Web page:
897 words - 4 pages self-examination. Meletus didn't understand what Socrates was saying, and he greatly misunderstood how Socrates cared for the community. On the other hand, Socrates did truly care for the community, but Meletus did not understand the philosophic language or Socrates style of thinking. This caused Meletus to have a disliking for Socrates and caused Meletus to cause the death of Socrates. Meletus showed he really did not care for the good of the

The Trial of Socrates Essay

1100 words - 4 pages hypocrisy. It is this hypocrisy that makes the trial and death of Socrates quite ironic. Athens, the city in which Socrates resided, was a free democratic city that was governed by all citizens in a fair democracy as seen in apology. It was said to be an association of free men with no single leader or king. The town prided itself on the freedom of its citizens and, especially, its freedom of speech. Most all citizens prided themselves on these

The Trial Of Socrates

1918 words - 8 pages Socrates. In the preface of his book, Stone speaks of the spectacle of Socrates before his judges. He calls the trial of Socrates, "a black mark for Athens and the freedom it symbolized," he questions, "how the trial of Socrates could have happened in so free a society," and asks even more importantly, "How could Athens have been so untrue to itself." To attempt to answer these questions we first need to explore how Socrates differed politically from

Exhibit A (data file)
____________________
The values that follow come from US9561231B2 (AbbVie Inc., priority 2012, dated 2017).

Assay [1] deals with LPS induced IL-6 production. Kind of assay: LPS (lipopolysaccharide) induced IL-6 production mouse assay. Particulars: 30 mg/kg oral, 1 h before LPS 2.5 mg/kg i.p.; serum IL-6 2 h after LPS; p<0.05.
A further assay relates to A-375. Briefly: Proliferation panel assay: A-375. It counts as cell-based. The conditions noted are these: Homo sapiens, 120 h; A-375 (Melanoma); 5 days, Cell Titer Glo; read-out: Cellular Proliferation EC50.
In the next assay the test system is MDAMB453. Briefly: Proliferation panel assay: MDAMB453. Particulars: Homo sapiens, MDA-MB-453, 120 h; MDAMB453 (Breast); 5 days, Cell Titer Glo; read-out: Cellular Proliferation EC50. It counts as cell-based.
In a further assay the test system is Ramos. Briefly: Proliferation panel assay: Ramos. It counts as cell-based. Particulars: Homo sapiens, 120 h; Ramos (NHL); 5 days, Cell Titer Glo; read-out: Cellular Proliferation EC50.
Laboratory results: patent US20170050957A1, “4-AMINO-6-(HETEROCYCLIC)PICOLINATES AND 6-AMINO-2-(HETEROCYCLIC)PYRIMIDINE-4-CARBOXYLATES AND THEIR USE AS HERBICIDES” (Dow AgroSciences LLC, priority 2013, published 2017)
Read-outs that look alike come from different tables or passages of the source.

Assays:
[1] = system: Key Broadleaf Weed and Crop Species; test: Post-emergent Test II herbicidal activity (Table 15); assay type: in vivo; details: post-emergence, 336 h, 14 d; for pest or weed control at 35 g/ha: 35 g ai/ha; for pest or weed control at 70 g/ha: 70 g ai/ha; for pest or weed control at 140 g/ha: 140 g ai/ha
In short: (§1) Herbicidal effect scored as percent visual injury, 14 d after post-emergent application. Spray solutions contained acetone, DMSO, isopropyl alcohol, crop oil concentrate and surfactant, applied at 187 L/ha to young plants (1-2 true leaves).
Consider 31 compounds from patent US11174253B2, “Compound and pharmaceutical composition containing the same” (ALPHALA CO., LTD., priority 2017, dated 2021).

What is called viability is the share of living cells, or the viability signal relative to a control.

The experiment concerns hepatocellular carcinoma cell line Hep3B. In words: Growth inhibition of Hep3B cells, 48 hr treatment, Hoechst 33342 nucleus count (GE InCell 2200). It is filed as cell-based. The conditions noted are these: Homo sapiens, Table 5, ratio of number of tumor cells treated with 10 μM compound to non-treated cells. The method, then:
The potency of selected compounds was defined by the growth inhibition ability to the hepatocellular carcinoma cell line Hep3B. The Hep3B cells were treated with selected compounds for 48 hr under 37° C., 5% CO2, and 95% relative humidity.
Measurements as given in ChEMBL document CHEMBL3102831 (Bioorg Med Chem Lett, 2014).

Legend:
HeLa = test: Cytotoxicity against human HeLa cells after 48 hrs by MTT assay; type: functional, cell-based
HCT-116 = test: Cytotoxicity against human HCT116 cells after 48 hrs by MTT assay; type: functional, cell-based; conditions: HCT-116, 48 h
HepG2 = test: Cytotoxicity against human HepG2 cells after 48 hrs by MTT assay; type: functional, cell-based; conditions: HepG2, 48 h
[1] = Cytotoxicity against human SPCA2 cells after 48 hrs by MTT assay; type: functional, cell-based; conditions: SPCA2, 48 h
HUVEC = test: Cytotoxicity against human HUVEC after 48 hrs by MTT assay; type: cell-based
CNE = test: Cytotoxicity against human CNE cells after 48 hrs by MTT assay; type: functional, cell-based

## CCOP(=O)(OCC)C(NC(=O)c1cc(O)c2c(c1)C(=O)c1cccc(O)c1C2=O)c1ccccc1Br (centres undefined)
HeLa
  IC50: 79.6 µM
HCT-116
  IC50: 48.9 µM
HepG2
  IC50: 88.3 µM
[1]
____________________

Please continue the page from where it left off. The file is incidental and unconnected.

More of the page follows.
The Trial of Socrates

983 words - 4 pages Socrates was accused of being a sophist because he was "engaging in inquiries into things beneath the earth and in the heavens, of making the weaker argument appear the stronger," and "teaching others these same things." (Apology, Plato, Philosophic Classics page 21) Socrates is also accused of denying the existence of the gods, and corrupting the youth. Socrates goes about trying to prove his innocence. The jury that Socrates was tried by